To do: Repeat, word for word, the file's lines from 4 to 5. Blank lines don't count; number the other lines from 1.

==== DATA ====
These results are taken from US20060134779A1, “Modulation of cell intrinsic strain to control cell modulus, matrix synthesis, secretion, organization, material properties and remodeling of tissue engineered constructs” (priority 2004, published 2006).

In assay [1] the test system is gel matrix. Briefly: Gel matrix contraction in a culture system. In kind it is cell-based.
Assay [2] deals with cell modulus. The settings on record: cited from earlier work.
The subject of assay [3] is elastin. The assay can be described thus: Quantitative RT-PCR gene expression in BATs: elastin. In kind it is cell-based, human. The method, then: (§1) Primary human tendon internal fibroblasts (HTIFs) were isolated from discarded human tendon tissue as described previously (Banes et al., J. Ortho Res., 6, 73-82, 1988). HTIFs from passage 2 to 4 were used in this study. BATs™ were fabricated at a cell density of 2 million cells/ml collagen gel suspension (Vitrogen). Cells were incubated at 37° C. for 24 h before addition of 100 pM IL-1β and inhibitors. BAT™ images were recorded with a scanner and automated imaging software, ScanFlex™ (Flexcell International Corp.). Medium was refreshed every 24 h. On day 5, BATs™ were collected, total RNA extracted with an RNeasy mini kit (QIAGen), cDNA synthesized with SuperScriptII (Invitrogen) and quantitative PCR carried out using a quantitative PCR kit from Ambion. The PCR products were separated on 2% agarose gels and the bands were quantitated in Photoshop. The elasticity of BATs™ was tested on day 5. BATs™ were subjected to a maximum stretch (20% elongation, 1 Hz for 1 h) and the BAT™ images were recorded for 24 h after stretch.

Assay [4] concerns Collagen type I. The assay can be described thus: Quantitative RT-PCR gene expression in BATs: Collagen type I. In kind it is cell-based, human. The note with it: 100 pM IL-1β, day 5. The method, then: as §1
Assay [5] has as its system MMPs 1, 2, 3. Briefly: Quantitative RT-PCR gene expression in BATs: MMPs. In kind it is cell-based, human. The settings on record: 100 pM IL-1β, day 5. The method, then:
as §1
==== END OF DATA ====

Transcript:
The subject of assay [3] is elastin. The assay can be described thus: Quantitative RT-PCR gene expression in BATs: elastin. In kind it is cell-based, human. The method, then: (§1) Primary human tendon internal fibroblasts (HTIFs) were isolated from discarded human tendon tissue as described previously (Banes et al., J. Ortho Res., 6, 73-82, 1988). HTIFs from passage 2 to 4 were used in this study. BATs™ were fabricated at a cell density of 2 million cells/ml collagen gel suspension (Vitrogen). Cells were incubated at 37° C. for 24 h before addition of 100 pM IL-1β and inhibitors. BAT™ images were recorded with a scanner and automated imaging software, ScanFlex™ (Flexcell International Corp.). Medium was refreshed every 24 h. On day 5, BATs™ were collected, total RNA extracted with an RNeasy mini kit (QIAGen), cDNA synthesized with SuperScriptII (Invitrogen) and quantitative PCR carried out using a quantitative PCR kit from Ambion. The PCR products were separated on 2% agarose gels and the bands were quantitated in Photoshop. The elasticity of BATs™ was tested on day 5. BATs™ were subjected to a maximum stretch (20% elongation, 1 Hz for 1 h) and the BAT™ images were recorded for 24 h after stretch.

Assay [4] concerns Collagen type I. The assay can be described thus: Quantitative RT-PCR gene expression in BATs: Collagen type I. In kind it is cell-based, human. The note with it: 100 pM IL-1β, day 5. The method, then: as §1